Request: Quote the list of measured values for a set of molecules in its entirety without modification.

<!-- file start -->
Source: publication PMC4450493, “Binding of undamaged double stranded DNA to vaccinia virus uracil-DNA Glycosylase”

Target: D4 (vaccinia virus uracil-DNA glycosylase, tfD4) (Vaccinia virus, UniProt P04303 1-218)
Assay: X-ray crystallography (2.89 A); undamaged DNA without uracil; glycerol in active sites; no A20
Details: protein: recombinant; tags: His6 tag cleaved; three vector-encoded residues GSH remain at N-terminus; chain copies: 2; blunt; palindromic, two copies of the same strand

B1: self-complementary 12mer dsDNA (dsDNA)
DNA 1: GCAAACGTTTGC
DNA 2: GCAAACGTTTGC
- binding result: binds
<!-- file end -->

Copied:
Source: publication PMC4450493, “Binding of undamaged double stranded DNA to vaccinia virus uracil-DNA Glycosylase”

Target: D4 (vaccinia virus uracil-DNA glycosylase, tfD4) (Vaccinia virus, UniProt P04303 1-218)
Assay: X-ray crystallography (2.89 A); undamaged DNA without uracil; glycerol in active sites; no A20
Details: protein: recombinant; tags: His6 tag cleaved; three vector-encoded residues GSH remain at N-terminus; chain copies: 2; blunt; palindromic, two copies of the same strand

B1: self-complementary 12mer dsDNA (dsDNA)
DNA 1: GCAAACGTTTGC
DNA 2: GCAAACGTTTGC
- binding result: binds